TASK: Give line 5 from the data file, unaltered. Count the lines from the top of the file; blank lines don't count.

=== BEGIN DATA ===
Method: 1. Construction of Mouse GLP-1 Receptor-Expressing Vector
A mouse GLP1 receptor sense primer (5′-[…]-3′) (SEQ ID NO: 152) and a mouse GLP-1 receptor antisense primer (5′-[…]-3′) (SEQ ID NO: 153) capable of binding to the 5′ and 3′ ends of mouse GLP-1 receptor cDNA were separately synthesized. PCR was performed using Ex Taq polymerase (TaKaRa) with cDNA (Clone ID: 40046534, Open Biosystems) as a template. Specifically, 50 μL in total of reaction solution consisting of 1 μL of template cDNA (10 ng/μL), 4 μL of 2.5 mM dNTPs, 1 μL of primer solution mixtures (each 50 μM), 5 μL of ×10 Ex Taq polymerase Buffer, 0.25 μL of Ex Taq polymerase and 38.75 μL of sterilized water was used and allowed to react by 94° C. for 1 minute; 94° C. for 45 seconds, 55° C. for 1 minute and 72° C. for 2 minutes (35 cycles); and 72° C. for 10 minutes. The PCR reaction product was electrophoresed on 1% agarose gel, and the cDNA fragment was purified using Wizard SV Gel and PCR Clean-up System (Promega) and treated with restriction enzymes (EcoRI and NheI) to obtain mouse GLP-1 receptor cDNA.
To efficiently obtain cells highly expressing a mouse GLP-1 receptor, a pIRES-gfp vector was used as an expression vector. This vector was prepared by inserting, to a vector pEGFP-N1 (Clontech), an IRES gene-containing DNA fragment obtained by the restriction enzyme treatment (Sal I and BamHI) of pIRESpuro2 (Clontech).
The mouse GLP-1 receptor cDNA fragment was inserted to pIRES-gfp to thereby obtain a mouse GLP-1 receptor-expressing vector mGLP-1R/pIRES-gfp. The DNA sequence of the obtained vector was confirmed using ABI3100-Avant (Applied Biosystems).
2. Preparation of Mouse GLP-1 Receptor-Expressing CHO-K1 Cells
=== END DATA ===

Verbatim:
2. Preparation of Mouse GLP-1 Receptor-Expressing CHO-K1 Cells